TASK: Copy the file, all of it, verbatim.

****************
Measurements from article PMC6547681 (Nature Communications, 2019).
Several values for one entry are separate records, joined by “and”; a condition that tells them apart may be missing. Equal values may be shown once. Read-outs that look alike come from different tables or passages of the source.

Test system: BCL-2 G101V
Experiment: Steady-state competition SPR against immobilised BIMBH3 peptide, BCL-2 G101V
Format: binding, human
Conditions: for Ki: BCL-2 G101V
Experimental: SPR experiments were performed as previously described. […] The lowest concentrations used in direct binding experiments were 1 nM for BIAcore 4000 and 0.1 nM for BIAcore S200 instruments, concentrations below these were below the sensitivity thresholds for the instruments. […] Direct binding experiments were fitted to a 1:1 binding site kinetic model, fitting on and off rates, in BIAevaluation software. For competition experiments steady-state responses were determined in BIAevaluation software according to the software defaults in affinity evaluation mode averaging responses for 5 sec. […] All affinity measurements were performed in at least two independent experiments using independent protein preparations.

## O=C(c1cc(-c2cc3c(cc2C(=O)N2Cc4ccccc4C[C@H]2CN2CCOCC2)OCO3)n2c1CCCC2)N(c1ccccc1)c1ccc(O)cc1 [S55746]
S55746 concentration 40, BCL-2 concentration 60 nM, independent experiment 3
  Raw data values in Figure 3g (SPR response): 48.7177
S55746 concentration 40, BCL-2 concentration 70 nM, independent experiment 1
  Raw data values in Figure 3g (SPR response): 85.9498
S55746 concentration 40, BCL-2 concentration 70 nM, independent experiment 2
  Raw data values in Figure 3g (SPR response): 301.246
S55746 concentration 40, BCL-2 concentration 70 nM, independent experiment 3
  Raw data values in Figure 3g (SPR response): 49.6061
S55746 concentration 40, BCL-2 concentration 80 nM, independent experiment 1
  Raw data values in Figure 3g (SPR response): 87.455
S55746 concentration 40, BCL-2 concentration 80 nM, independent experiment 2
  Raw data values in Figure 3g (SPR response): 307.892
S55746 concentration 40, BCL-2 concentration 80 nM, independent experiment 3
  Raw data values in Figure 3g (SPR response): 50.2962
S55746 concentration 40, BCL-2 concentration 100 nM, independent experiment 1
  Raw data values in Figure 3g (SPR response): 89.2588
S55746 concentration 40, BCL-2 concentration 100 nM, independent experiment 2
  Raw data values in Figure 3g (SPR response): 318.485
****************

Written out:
Measurements from article PMC6547681 (Nature Communications, 2019).
Several values for one entry are separate records, joined by “and”; a condition that tells them apart may be missing. Equal values may be shown once. Read-outs that look alike come from different tables or passages of the source.

Test system: BCL-2 G101V
Experiment: Steady-state competition SPR against immobilised BIMBH3 peptide, BCL-2 G101V
Format: binding, human
Conditions: for Ki: BCL-2 G101V
Experimental: SPR experiments were performed as previously described. […] The lowest concentrations used in direct binding experiments were 1 nM for BIAcore 4000 and 0.1 nM for BIAcore S200 instruments, concentrations below these were below the sensitivity thresholds for the instruments. […] Direct binding experiments were fitted to a 1:1 binding site kinetic model, fitting on and off rates, in BIAevaluation software. For competition experiments steady-state responses were determined in BIAevaluation software according to the software defaults in affinity evaluation mode averaging responses for 5 sec. […] All affinity measurements were performed in at least two independent experiments using independent protein preparations.

## O=C(c1cc(-c2cc3c(cc2C(=O)N2Cc4ccccc4C[C@H]2CN2CCOCC2)OCO3)n2c1CCCC2)N(c1ccccc1)c1ccc(O)cc1 [S55746]
S55746 concentration 40, BCL-2 concentration 60 nM, independent experiment 3
  Raw data values in Figure 3g (SPR response): 48.7177
S55746 concentration 40, BCL-2 concentration 70 nM, independent experiment 1
  Raw data values in Figure 3g (SPR response): 85.9498
S55746 concentration 40, BCL-2 concentration 70 nM, independent experiment 2
  Raw data values in Figure 3g (SPR response): 301.246
S55746 concentration 40, BCL-2 concentration 70 nM, independent experiment 3
  Raw data values in Figure 3g (SPR response): 49.6061
S55746 concentration 40, BCL-2 concentration 80 nM, independent experiment 1
  Raw data values in Figure 3g (SPR response): 87.455
S55746 concentration 40, BCL-2 concentration 80 nM, independent experiment 2
  Raw data values in Figure 3g (SPR response): 307.892
S55746 concentration 40, BCL-2 concentration 80 nM, independent experiment 3
  Raw data values in Figure 3g (SPR response): 50.2962
S55746 concentration 40, BCL-2 concentration 100 nM, independent experiment 1
  Raw data values in Figure 3g (SPR response): 89.2588
S55746 concentration 40, BCL-2 concentration 100 nM, independent experiment 2
  Raw data values in Figure 3g (SPR response): 318.485